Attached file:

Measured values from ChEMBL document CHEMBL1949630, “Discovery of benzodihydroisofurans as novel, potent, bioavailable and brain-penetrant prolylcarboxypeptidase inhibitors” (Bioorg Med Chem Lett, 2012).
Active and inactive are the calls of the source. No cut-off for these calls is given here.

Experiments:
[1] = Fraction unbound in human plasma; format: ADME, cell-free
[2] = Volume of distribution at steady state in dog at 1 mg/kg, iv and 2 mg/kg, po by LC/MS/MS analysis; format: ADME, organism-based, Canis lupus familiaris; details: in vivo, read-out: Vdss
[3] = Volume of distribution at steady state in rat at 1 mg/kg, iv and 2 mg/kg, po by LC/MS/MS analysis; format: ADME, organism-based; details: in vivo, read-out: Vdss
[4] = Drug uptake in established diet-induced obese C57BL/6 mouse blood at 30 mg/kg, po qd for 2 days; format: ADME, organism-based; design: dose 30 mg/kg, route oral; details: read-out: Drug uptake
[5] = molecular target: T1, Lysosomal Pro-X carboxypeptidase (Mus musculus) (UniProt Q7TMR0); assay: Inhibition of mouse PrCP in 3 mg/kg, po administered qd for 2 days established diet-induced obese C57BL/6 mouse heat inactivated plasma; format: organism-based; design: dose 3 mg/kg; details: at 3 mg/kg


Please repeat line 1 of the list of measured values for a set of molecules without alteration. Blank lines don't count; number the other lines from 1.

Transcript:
Measured values from ChEMBL document CHEMBL1949630, “Discovery of benzodihydroisofurans as novel, potent, bioavailable and brain-penetrant prolylcarboxypeptidase inhibitors” (Bioorg Med Chem Lett, 2012).